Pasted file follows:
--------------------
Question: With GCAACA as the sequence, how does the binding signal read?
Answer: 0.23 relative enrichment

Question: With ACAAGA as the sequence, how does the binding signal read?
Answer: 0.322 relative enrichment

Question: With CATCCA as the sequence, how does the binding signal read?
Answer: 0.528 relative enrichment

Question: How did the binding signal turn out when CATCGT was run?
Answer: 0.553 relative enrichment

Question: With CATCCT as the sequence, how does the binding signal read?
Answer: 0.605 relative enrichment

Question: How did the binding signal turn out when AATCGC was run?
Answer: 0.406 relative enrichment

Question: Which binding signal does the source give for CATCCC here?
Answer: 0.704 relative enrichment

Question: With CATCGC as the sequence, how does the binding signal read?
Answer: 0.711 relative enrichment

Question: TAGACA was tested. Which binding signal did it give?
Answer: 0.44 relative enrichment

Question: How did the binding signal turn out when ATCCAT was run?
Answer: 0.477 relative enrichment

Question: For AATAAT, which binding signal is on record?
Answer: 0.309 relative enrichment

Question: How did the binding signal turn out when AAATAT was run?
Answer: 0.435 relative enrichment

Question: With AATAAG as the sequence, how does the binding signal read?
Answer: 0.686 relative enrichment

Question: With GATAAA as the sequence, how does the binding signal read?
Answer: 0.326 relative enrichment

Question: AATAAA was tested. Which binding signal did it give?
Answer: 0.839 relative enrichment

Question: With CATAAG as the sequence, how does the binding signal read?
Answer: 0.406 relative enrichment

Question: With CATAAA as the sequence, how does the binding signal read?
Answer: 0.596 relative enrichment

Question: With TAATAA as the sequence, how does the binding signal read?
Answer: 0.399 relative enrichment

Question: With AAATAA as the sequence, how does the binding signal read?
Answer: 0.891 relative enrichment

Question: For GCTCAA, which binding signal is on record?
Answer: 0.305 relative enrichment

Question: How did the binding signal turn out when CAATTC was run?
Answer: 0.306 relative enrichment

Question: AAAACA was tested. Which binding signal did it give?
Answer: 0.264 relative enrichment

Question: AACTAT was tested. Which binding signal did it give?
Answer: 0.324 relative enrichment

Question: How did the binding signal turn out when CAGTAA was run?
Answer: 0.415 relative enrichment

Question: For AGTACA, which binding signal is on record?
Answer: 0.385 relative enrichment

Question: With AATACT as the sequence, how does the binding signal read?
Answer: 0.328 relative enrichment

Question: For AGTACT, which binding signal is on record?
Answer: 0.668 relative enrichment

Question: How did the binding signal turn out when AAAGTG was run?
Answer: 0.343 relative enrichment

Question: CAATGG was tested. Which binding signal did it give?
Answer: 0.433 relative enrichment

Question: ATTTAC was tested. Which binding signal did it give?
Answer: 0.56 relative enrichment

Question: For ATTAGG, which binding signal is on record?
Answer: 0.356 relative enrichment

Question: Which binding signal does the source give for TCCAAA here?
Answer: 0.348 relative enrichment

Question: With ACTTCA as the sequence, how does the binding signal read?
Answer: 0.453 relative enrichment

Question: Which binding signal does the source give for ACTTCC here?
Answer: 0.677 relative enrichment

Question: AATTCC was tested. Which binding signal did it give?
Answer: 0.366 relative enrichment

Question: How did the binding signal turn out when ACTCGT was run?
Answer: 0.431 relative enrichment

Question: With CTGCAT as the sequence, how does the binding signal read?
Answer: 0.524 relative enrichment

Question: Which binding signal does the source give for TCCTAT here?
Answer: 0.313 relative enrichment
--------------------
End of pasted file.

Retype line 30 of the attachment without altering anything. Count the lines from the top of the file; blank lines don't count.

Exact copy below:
Answer: 0.839 relative enrichment